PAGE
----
B. Explore and identify feasible mechanisms to support students in all stages of graduate research and writing (e.g., partnership with the Thompson Writing Program and other Duke entities, dissertation writing workshops, writing advisers, ultimately a graduate writing center). Currently there are no resources at Duke to help graduate students with dissertation/thesis writing.

C. Explore opportunities to collaborate with and contribute to campus services and resources that serve students of The Graduate School, such as DukeReach and the Thompson Writing Program.

D. Partner with campus units that serve graduate students to track usage of their services by TGS students.

Key Performance Indicators

A. Implementation of anti-plagiarism software and development of training for faculty

B. Extension of partnership with the Thompson Writing Studio to provide support for domestic as well as international graduate students in writing projects

C. Exploration of additional forms of research and writing support through partnerships with campus units such as the Libraries, the Thompson Writing Program, and The Center for Philosophy, Arts and Literature

D. TGS collaborations with and contributions to campus services and resources that support TGS students

E. Data on TGS student usage of campus services and resources


Research and the Graduate School staff’s experiences have shown that students’ success in meeting their academic goals is often directly affected by the quality of their overall experience at the university. The students’ quality of life while at Duke can also affect their success after they graduate and move into careers and leadership roles in academia, industry, and public service. The quality of students’ experiences also greatly influence their attitudes and loyalties toward Duke, as well as the university’s ability to attract future students of the same high quality.

Therefore, TGS has been strongly committed to enhancing support for the wellbeing of the whole student—social, emotional, mental, physical—so as to remove barriers to success. The university has a number of services and resources that address student wellbeing, such as Counseling and Psychological Services (CAPS), DukeReach, the Women’s Center, and the Student Wellness Center. The Graduate School’s role is primarily one of coordination. TGS staff work independently with students and, depending on each student’s situation and needs, coordinate the appropriate support from university services, off-campus resources, and various TGS departments.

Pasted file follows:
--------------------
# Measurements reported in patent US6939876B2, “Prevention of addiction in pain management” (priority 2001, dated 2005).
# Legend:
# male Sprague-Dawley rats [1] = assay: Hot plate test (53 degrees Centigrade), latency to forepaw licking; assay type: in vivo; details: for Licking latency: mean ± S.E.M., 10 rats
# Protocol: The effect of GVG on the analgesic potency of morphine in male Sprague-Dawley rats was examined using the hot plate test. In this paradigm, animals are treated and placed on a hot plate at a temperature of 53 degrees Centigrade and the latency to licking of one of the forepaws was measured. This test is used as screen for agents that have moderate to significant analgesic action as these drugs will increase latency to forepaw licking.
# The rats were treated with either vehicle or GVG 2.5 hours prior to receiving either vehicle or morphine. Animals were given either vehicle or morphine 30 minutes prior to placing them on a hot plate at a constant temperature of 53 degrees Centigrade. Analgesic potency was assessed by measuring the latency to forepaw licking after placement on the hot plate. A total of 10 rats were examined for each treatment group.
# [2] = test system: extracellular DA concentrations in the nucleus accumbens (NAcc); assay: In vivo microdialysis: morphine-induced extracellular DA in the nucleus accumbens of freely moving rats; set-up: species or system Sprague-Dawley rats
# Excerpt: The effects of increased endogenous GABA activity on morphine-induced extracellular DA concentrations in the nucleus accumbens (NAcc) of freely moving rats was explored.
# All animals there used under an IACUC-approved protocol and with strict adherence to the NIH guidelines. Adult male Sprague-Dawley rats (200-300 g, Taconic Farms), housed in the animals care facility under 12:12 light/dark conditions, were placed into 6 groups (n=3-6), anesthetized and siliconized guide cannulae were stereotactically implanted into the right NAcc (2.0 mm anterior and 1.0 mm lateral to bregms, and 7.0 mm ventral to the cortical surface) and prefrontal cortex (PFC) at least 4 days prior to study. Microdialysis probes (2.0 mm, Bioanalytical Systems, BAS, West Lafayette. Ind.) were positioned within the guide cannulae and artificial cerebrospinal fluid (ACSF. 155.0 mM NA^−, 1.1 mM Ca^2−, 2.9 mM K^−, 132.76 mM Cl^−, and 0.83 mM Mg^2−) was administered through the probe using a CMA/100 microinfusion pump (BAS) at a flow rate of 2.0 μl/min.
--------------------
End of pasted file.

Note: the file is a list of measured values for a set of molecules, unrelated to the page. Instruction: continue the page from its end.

TGS and other support services on campus have witnessed a steady increase in demand for wellness support. In 2016, TGS’s Office of Graduate Student Affairs handled 39 student cases, most of which were related to some aspect of student wellbeing. While this constitutes only about 1 percent of the TGS student body, it is part of a trend that has seen GSA’s caseload increase by approximately 50 percent over the past decade. Over roughly the same time period, CAPS also reported a steady increase in graduate/professional students using its services, rising by an average of 5 percent per year. CAPS has also reported a significant increase in the number of clients who are international students, a rapidly growing part of TGS’s student body.


A. Work with university support services to assess the campus’s climate of wellbeing for graduate students and students’ awareness and usage of resources that support their wellbeing

B. Increase graduate students’ awareness and usage of on-campus resources as needed

C. Continue to develop partnerships and programming that address student-wellbeing challenges, such as a Responsible Conduct of  Research seminar, in collaboration with university services such as DukeReach, Counseling and Psychological Services, The Student Wellness Center, Student Health Services, the Women’s Center, and the Center for Sexual and Gender Diversity